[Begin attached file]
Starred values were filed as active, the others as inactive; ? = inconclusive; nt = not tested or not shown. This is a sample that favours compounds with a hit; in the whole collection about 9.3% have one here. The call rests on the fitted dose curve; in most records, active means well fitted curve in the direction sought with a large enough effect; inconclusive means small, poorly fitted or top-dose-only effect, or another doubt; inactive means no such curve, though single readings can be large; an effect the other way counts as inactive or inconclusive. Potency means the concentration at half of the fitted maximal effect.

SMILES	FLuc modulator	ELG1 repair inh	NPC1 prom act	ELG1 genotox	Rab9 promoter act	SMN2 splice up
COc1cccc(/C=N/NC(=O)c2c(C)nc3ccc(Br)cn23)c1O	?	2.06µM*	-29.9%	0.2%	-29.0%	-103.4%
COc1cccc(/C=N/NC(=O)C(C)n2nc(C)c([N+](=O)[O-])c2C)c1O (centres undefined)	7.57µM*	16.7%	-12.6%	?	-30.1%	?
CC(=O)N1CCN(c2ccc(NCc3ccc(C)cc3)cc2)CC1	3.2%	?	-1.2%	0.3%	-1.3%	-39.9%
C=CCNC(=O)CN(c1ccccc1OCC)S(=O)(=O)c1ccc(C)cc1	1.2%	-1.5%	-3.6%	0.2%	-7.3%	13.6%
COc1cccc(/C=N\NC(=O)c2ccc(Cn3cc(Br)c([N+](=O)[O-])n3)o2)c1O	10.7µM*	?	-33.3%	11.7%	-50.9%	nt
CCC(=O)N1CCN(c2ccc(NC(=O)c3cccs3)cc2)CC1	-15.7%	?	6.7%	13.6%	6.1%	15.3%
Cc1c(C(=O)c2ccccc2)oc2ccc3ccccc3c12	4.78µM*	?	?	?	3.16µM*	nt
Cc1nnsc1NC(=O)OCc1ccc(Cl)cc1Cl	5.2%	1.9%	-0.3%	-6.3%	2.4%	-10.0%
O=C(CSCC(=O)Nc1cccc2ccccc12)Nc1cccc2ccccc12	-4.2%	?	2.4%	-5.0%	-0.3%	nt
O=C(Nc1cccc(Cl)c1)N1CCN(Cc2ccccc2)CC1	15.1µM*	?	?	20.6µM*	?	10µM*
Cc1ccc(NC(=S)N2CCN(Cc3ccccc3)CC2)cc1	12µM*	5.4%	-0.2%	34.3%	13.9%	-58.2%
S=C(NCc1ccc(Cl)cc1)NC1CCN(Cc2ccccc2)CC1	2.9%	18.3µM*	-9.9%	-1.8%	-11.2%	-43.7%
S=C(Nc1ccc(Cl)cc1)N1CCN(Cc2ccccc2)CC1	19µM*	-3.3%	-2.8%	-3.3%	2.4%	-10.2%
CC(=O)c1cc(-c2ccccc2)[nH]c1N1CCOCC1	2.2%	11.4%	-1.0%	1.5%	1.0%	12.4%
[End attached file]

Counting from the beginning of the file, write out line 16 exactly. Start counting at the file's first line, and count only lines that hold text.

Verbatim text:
CC(=O)c1cc(-c2ccccc2)[nH]c1N1CCOCC1	2.2%	11.4%	-1.0%	1.5%	1.0%	12.4%